Is Musk tweeting an excessive amount of?

When Musk first reached a deal to purchase Twitter in April, he stated the positioning’s noble mission was to be a politically neutral, free speech “city sq..” Musk himself has lengthy been a prolific tweeter, telling interviewer Chris Anderson on the 2022 TED Conference that he tweets “kind of stream-of-consciousness,” and telling Twitter staff in a gathering over the summer time that he most popular tweeting to issuing press releases.

Now he’s the CEO of a social media platform tweeting encouragement to his 115 million followers to vote for Republican candidates a day earlier than the midterm elections, and that the stability of energy is stacked against conservatives, and selling a right-wing conspiracy theory about the recent attack on Paul Pelosi. An MIT study estimated that greater than 875,000 customers could have deactivated their accounts between October 27 and November 1 — the first few days of Musk’s tenure. Twitter estimates that it has round 237 million monetizable every day lively customers.

Musk needs to persuade folks of his imaginative and prescient of a politically impartial Twitter — but additionally needs to stay extremely opinionated on an unlimited vary of political points. “It threatens Twitter’s means to be the primary supply for information, which is what [Musk] is attempting to do together with his blue badge tactic,” stated Bilton. “The issues he needs to do don’t essentially correlate with the issues he thinks he needs to tweet.”

Administration consultants have various views on how vocal corporate leaders should be about their politics, however few would argue for the diploma of soapboxing Musk has achieved. “My private take is that it’s a foul concept,” stated Harms. “[Twitter] primarily trades in folks sharing their opinions and freedom of speech — so it turns into variety of delicate.”

Being Twitter CEO is by nature extra politically fraught than Musk’s prior ventures. The corporate is a serious media platform that often addresses a broader set of shoppers than electrical automotive and house fanatics (even with its declining user base); it’s public-facing in a method that Musk’s earlier government roles haven’t been.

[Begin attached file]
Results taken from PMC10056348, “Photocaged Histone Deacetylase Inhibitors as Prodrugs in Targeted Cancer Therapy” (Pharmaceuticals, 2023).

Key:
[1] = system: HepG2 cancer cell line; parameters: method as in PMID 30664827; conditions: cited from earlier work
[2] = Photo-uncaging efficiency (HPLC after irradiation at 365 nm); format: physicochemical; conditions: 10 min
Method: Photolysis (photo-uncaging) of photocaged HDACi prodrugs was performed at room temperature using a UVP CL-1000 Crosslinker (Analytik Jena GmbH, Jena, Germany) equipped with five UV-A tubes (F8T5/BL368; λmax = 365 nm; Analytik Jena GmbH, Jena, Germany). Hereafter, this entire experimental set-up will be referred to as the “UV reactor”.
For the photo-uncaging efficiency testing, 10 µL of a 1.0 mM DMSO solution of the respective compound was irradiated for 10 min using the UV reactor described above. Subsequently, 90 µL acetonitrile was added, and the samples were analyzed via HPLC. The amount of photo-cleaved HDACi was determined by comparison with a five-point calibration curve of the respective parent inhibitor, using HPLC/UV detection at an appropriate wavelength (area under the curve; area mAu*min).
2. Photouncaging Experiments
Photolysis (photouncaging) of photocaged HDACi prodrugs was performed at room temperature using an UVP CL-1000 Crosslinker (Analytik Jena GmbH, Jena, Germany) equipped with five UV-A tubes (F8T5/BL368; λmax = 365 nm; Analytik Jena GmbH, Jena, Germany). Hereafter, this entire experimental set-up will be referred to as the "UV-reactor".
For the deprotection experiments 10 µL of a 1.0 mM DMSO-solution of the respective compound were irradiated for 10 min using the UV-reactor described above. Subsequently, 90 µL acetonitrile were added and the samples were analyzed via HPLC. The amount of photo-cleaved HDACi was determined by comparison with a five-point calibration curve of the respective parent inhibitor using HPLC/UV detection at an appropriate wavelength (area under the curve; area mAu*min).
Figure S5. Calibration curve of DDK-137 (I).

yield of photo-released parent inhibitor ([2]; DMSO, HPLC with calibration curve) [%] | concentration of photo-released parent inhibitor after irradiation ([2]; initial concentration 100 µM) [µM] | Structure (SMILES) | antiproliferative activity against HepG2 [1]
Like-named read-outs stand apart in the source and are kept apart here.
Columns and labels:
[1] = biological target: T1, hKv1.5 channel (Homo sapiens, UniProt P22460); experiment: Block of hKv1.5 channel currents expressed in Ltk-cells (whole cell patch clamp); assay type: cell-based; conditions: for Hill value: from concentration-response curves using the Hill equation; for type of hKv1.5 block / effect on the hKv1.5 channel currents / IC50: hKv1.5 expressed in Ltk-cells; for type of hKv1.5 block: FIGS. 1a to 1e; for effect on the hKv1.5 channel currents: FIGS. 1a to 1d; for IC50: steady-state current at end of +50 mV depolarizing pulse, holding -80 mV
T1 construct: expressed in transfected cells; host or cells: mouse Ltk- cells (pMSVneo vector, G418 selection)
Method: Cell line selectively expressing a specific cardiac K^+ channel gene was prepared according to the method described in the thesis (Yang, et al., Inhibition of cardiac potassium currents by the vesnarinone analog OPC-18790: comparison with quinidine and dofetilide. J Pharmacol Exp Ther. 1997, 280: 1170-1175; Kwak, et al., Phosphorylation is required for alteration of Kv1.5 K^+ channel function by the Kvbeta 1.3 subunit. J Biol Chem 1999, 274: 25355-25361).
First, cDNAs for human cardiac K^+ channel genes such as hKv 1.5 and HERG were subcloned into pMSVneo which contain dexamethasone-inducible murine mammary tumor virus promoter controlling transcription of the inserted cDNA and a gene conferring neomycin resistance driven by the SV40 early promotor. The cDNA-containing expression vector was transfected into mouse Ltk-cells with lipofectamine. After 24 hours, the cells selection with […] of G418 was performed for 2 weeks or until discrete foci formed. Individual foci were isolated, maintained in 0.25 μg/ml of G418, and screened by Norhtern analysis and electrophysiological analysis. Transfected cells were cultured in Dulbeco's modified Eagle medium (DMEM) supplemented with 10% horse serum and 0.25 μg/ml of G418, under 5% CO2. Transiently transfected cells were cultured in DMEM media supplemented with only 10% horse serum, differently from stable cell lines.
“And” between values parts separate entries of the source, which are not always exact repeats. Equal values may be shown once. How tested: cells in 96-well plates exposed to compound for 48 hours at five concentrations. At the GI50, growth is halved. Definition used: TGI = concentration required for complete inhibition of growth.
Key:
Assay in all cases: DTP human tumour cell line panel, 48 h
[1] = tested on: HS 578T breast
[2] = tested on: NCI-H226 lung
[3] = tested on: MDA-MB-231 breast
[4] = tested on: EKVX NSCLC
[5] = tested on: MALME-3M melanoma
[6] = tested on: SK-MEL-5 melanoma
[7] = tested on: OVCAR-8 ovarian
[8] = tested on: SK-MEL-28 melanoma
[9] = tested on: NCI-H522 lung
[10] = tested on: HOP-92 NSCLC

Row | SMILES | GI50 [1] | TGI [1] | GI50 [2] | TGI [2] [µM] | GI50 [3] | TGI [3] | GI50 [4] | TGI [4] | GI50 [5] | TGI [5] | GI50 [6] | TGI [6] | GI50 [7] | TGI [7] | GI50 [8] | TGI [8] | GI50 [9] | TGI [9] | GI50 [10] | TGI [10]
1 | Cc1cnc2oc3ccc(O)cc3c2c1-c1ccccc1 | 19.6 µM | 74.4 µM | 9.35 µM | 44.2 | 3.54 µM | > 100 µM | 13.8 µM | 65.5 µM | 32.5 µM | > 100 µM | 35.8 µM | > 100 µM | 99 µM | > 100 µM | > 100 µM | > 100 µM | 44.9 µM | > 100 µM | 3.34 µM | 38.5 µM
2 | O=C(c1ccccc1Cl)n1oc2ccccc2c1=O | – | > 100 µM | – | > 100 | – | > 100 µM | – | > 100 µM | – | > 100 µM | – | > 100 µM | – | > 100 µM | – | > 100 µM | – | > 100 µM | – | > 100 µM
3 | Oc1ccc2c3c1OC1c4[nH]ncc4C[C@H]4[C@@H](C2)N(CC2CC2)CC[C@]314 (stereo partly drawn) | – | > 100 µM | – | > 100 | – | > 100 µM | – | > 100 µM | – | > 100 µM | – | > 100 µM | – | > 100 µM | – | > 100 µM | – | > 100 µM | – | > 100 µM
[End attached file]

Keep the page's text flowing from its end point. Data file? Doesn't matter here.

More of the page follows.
The platform is on the middle of an ideological struggle, and Musk has been fairly clear about taking sides. Past criticisms of the Democratic Get together, together with implying that Democrats may have laundered money for disgraced crypto billionaire Sam Bankman-Fried, Musk has also been replying to and soliciting evidence from customers claiming Twitter unfairly suspended several Brazilian right-wing politicians accusing the opposition of committing fraud in its recent elections. Musk’s international enterprise ties have even gotten the attention of President Joe Biden, who not too long ago stated that the relationships Musk’s different corporations had with different nations was worthy of scrutiny.

Although previous Twitter CEOs had been rather more restrained about their very own politics, they’ve additionally confronted lots of criticism and backlash from varied factions for his or her dealing with of content material moderation on the positioning. “All 765 CEOs which have run the corporate have all had a really tough time coping with the issues round politics and hate speech,” Bilton stated, cracking a joke in regards to the firm’s frequent leadership adjustments. “Donald Trump was president for three-and-a-half years earlier than they lastly began fact-checking his tweets.”

In 2018, then-CEO Jack Dorsey testified at a House hearing on Twitter transparency and accountability, addressing Republican politicians’ issues of partisan bias in Twitter’s algorithm as nicely as what the positioning was doing to fight disinformation. On the day of his testimony, Dorsey tweeted, “I need to begin by making one thing clear: we don’t take into account political viewpoints, views, or social gathering affiliation in any of our insurance policies or enforcement selections.” He continued in another tweet, “Twitter can’t rightly serve as a public sq. if it’s constructed across the private opinions of its makers.” Beneath Dorsey’s reign, Twitter banned political advertising.